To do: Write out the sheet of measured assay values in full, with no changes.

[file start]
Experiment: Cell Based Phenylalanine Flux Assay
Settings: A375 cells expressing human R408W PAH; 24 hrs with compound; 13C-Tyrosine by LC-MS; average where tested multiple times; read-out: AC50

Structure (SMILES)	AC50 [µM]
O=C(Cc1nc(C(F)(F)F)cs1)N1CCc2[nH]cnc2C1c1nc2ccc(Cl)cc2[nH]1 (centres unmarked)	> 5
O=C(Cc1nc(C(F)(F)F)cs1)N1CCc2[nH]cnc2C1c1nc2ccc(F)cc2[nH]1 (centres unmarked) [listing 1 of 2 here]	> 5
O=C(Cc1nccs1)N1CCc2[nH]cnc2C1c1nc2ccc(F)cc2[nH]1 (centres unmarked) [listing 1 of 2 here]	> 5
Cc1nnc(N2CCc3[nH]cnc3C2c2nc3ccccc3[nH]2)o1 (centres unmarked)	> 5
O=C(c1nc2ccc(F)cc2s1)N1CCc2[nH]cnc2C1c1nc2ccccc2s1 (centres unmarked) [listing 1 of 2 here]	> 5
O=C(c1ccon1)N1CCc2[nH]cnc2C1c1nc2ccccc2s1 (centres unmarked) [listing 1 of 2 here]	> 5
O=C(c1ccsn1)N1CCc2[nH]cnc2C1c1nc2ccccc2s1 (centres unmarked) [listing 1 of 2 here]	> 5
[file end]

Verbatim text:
Experiment: Cell Based Phenylalanine Flux Assay
Settings: A375 cells expressing human R408W PAH; 24 hrs with compound; 13C-Tyrosine by LC-MS; average where tested multiple times; read-out: AC50

Structure (SMILES)	AC50 [µM]
O=C(Cc1nc(C(F)(F)F)cs1)N1CCc2[nH]cnc2C1c1nc2ccc(Cl)cc2[nH]1 (centres unmarked)	> 5
O=C(Cc1nc(C(F)(F)F)cs1)N1CCc2[nH]cnc2C1c1nc2ccc(F)cc2[nH]1 (centres unmarked) [listing 1 of 2 here]	> 5
O=C(Cc1nccs1)N1CCc2[nH]cnc2C1c1nc2ccc(F)cc2[nH]1 (centres unmarked) [listing 1 of 2 here]	> 5
Cc1nnc(N2CCc3[nH]cnc3C2c2nc3ccccc3[nH]2)o1 (centres unmarked)	> 5
O=C(c1nc2ccc(F)cc2s1)N1CCc2[nH]cnc2C1c1nc2ccccc2s1 (centres unmarked) [listing 1 of 2 here]	> 5
O=C(c1ccon1)N1CCc2[nH]cnc2C1c1nc2ccccc2s1 (centres unmarked) [listing 1 of 2 here]	> 5
O=C(c1ccsn1)N1CCc2[nH]cnc2C1c1nc2ccccc2s1 (centres unmarked) [listing 1 of 2 here]	> 5